“The situation is worsening day by day,” Raziq said. “You can judge the situation. People are [distancing themselves from] the government, they don’t have any unity, and there is no understanding among the government [officials].”
Raziq said Noor was one of the few leaders who have succeeded against the insurgency, and credited him with securing Balkh’s provincial capital, Mazar-i-Sharif.
“It’s not a good situation to remove him from that place,” Raziq said. The youthful looking Raziq, who is believed to be in his late 30s, was a close ally of former President Hamid Karzai, whose ethnic Pashtun roots are in southern Afghanistan, in contrast to Ghani, whose tribal roots are in the Pashtun east. Karzai, who still holds more sway in the south than Ghani, ensured Raziq stayed in power despite Western efforts to have him investigated in the torture and deaths of prisoners.
United Nations investigators found credible allegations that under Raziq’s watch, Afghan detainees in Kandahar were suffocated, administered electric shocks and had their stomachs pumped with water. Many of the prisoners died in custody. Human Rights Watch has called Raziq “Kandahar’s torturer-in-chief.”
When Ghani made his first official visit to Kandahar in 2015, Raziq left town and did not meet him.
“I was very familiar with [Karzai],” Raziq said. “It’s a different kind of a relationship with them both.”
But Raziq said he doesn’t believe he is making political statements and doesn’t belong to any party. He said he is only interested in security — which is one reason, he went on, that he has engaged in informal discussions with local Taliban leaders for the last two years.
The talks, which he said focus on maintaining peace in the area, take place via video link from Raziq’s living quarters, he said. Scared of the fate of former President Burhanuddin Rabbani, who was in charge of the government’s peace efforts until he was killed by a bomb hidden inside a Taliban envoy’s turban in 2011, Raziq said he never meets with Taliban members face to face.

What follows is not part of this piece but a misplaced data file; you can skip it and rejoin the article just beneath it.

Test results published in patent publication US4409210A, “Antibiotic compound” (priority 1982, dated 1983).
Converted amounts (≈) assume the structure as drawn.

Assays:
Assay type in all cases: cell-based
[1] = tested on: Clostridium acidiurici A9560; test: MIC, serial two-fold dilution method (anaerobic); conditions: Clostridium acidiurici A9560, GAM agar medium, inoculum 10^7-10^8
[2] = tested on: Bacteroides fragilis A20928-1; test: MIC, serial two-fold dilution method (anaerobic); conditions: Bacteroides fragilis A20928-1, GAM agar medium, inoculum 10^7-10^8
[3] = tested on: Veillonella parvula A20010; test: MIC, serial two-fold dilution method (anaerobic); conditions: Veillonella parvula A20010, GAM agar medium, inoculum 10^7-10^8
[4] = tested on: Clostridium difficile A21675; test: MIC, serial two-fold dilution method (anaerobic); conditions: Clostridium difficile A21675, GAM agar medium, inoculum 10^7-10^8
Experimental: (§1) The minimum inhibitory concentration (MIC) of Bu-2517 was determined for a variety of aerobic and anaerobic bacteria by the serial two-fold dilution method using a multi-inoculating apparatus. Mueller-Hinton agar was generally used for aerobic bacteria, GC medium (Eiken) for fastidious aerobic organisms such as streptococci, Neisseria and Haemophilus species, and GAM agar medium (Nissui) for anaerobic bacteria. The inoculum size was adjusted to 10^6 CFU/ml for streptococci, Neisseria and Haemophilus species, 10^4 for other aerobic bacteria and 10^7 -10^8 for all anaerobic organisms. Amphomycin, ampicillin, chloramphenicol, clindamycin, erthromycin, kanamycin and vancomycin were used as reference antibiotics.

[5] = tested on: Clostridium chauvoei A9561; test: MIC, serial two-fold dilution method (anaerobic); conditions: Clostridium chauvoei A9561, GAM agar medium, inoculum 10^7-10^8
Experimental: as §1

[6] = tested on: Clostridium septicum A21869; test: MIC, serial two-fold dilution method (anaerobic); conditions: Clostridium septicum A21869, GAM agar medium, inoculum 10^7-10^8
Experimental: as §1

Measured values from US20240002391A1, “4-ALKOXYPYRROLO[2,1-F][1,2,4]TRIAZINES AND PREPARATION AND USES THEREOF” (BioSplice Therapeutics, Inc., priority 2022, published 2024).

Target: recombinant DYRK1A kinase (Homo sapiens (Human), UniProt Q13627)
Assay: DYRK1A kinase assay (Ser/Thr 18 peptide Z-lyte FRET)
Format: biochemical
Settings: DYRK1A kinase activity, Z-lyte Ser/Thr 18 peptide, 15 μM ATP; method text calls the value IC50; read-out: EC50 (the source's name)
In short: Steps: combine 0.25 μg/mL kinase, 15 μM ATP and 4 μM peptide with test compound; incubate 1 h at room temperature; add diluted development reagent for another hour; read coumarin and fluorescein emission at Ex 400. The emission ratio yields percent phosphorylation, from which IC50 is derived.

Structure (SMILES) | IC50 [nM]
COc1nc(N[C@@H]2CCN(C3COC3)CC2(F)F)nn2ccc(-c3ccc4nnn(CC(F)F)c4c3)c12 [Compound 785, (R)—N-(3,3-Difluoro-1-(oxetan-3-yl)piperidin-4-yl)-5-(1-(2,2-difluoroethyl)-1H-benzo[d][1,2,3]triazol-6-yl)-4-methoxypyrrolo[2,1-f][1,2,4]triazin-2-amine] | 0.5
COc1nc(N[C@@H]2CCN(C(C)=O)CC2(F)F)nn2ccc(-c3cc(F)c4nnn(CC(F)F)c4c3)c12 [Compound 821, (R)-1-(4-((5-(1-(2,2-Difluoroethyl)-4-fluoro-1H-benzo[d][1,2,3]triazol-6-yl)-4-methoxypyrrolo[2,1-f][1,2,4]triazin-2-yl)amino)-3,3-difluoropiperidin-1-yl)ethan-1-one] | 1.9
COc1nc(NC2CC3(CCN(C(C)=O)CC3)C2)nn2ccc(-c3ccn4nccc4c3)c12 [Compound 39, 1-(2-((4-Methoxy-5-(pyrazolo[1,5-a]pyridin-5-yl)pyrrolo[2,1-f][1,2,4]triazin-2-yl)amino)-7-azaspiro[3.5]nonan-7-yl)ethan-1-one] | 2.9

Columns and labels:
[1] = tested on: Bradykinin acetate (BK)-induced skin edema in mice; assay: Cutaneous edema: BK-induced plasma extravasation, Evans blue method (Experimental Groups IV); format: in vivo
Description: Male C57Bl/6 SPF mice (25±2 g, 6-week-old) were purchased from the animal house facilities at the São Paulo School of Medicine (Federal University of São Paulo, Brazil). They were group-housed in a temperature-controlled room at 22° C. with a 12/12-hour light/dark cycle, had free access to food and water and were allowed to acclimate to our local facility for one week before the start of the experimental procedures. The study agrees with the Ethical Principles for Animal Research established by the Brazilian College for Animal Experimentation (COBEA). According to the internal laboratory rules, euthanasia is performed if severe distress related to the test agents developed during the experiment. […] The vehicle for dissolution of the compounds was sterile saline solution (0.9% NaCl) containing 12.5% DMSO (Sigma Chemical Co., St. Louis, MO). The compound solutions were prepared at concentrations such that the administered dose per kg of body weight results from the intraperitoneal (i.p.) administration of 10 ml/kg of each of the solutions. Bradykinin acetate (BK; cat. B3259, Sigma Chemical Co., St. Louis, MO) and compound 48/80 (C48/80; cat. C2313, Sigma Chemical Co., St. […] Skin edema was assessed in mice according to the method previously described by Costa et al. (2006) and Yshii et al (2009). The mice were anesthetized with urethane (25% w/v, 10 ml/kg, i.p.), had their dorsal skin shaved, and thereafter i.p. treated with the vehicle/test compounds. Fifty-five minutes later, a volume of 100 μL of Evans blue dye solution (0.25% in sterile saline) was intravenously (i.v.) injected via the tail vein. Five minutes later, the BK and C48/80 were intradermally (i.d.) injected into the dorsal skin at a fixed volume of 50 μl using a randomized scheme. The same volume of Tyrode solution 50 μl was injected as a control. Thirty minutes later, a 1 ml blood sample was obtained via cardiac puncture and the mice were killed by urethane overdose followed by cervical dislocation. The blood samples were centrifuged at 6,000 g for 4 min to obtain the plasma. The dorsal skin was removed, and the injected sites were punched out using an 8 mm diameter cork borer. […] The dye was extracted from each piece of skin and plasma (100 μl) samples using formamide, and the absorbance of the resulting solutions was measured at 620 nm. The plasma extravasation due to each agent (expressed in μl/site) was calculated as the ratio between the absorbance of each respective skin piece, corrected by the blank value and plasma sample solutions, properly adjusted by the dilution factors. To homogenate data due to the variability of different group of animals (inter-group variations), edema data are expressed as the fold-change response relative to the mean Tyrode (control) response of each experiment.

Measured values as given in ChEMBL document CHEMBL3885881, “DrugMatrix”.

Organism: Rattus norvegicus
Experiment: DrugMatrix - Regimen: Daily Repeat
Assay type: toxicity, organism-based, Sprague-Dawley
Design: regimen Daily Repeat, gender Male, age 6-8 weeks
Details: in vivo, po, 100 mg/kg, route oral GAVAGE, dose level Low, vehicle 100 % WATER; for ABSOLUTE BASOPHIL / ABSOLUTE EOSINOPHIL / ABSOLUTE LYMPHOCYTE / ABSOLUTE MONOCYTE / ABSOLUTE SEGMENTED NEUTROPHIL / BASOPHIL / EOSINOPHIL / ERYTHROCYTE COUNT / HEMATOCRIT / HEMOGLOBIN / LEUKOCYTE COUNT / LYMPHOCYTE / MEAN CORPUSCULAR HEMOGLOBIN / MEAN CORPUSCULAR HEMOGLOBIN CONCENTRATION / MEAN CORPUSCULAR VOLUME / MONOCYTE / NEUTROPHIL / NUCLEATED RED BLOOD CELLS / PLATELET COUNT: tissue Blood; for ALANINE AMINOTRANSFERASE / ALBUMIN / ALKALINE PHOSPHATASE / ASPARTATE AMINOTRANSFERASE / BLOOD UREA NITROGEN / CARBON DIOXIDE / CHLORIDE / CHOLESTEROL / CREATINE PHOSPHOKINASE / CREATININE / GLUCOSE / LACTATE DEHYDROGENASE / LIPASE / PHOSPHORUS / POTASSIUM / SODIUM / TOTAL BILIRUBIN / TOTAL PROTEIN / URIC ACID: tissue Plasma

He was skeptical of Ghani’s recent offer of amnesty to the Taliban, in exchange for the militants laying down their weapons and recognizing the Afghan government, saying it carried too many conditions for militants to accept. He also said the High Peace Council, the government body tasked with negotiating with insurgents, did not have adequate representation from southern Afghanistan.
“Ninety to 95% of the Taliban belong to the south — their leadership and their manpower,” he said. “But if you see the peace council, there isn’t a single person from the south. The present and previous governments are just proceeding with the same policy.”
He said it would be better if Afghanistan’s Western backers — which the Trump administration said “strongly support the path to peace” laid out by Ghani — bypassed the peace council and communicated directly with political leaders in the south.
“Then they can get a positive result,” he said. “If we fight 50 years more, we will need peace then also. We need peace right now.”
Liuhto is a special correspondent. Times staff writer Shashank Bengali contributed to this report from Mumbai, India.